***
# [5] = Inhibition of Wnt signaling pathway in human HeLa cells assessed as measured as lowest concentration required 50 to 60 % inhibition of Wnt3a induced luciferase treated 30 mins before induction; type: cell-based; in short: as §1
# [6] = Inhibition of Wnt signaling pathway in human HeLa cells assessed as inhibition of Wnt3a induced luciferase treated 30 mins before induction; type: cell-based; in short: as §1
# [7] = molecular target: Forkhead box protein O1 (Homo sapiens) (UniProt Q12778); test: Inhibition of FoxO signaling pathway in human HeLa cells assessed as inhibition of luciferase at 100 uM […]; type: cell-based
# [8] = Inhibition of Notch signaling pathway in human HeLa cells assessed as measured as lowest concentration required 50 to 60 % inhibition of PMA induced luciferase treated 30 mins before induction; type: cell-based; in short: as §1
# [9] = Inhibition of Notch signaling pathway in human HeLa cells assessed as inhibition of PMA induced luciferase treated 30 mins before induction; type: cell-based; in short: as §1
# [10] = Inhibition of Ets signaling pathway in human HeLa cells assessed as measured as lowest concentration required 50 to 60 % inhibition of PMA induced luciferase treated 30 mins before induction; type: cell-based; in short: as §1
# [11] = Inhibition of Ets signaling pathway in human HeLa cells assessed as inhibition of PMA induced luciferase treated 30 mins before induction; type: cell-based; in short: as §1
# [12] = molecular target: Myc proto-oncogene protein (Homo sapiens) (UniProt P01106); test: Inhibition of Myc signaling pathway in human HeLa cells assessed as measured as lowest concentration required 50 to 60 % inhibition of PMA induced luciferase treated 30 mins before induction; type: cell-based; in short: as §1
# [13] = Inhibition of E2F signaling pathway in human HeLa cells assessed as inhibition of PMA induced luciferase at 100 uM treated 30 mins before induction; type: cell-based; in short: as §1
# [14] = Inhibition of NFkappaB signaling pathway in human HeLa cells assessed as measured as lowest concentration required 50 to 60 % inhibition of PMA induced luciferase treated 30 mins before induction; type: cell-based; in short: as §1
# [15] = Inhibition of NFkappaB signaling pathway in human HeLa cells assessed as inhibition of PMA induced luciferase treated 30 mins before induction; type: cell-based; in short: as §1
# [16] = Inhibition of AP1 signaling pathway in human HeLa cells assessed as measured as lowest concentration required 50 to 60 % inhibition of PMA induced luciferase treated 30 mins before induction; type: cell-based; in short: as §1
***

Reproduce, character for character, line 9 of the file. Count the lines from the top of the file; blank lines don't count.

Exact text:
# [13] = Inhibition of E2F signaling pathway in human HeLa cells assessed as inhibition of PMA induced luciferase at 100 uM treated 30 mins before induction; type: cell-based; in short: as §1